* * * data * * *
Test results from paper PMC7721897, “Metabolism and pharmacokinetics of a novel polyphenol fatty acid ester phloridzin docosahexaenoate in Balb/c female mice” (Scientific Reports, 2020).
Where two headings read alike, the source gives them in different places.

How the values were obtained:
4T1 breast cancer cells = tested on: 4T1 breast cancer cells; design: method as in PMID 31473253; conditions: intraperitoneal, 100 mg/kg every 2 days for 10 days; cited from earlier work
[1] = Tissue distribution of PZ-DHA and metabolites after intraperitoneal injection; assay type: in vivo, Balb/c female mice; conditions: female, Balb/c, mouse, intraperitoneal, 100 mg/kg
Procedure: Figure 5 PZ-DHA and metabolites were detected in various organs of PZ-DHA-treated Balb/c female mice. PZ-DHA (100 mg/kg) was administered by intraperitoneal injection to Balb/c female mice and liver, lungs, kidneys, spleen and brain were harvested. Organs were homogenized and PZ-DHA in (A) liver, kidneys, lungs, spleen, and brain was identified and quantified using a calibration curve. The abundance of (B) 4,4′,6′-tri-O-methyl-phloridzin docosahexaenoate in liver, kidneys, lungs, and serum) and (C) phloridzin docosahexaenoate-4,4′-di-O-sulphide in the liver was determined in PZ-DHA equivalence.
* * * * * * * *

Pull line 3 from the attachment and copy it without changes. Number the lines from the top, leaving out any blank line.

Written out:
How the values were obtained: